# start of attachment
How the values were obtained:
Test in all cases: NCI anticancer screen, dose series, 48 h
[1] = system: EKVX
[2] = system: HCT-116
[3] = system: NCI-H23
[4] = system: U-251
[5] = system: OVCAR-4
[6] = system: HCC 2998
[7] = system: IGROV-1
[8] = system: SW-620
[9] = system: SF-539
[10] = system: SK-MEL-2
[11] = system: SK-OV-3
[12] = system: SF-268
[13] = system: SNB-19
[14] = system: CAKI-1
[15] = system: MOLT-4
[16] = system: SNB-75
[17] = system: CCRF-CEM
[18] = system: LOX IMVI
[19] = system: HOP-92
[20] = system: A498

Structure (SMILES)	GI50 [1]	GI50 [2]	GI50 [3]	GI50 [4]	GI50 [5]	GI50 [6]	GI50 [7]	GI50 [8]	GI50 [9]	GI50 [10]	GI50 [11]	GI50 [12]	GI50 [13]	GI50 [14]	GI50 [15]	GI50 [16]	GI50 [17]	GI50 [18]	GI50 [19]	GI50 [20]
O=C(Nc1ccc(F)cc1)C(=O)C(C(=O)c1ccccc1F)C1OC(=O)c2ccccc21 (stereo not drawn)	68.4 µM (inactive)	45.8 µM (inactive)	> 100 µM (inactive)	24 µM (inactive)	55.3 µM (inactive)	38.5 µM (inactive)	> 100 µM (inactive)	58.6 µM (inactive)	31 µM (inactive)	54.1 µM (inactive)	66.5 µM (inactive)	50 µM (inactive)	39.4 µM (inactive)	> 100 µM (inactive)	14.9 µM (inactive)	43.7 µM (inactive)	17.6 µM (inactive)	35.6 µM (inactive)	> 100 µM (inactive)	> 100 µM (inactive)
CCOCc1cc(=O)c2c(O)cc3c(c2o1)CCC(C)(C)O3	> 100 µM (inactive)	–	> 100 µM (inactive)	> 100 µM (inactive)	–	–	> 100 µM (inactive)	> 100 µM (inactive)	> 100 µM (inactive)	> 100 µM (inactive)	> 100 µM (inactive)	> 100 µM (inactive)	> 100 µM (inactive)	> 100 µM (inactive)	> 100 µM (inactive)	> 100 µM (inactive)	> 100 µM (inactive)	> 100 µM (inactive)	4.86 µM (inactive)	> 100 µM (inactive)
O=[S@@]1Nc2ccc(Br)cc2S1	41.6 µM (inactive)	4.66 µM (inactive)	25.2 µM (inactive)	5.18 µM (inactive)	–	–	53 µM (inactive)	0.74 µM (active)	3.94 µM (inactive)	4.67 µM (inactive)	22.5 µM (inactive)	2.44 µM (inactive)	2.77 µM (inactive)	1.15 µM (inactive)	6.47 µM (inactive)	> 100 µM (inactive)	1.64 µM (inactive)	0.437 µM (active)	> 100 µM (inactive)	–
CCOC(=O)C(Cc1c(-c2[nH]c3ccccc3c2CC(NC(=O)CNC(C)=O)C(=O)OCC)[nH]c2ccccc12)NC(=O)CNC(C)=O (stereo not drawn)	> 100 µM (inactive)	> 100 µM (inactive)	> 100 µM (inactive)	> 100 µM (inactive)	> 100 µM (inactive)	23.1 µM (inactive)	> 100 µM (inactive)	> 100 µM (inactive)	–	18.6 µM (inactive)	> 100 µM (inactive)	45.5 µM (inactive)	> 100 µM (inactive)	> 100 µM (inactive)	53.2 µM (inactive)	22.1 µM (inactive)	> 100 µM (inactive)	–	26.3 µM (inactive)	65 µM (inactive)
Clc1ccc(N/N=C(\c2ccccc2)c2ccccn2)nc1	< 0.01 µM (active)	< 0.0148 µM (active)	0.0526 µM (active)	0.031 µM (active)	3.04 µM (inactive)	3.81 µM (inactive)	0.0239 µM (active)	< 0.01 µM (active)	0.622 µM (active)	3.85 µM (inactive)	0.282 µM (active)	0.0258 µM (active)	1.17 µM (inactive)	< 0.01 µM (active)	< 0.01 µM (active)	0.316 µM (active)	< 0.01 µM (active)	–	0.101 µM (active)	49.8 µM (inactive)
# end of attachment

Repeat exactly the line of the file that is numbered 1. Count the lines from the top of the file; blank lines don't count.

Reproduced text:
How the values were obtained: